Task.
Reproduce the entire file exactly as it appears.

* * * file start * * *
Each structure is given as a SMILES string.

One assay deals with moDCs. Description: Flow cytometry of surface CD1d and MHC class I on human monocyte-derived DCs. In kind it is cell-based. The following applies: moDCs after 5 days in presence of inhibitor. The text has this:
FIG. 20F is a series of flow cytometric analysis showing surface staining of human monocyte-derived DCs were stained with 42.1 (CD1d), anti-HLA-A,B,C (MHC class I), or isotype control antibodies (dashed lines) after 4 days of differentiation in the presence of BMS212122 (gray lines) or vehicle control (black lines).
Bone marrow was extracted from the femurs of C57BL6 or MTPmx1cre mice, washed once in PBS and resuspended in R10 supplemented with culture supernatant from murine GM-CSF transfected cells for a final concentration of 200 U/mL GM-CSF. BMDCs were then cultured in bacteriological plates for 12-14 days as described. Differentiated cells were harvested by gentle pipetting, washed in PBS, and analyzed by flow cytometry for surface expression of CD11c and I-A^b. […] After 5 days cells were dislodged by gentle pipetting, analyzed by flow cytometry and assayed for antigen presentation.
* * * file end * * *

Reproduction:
Each structure is given as a SMILES string.

One assay deals with moDCs. Description: Flow cytometry of surface CD1d and MHC class I on human monocyte-derived DCs. In kind it is cell-based. The following applies: moDCs after 5 days in presence of inhibitor. The text has this:
FIG. 20F is a series of flow cytometric analysis showing surface staining of human monocyte-derived DCs were stained with 42.1 (CD1d), anti-HLA-A,B,C (MHC class I), or isotype control antibodies (dashed lines) after 4 days of differentiation in the presence of BMS212122 (gray lines) or vehicle control (black lines).
Bone marrow was extracted from the femurs of C57BL6 or MTPmx1cre mice, washed once in PBS and resuspended in R10 supplemented with culture supernatant from murine GM-CSF transfected cells for a final concentration of 200 U/mL GM-CSF. BMDCs were then cultured in bacteriological plates for 12-14 days as described. Differentiated cells were harvested by gentle pipetting, washed in PBS, and analyzed by flow cytometry for surface expression of CD11c and I-A^b. […] After 5 days cells were dislodged by gentle pipetting, analyzed by flow cytometry and assayed for antigen presentation.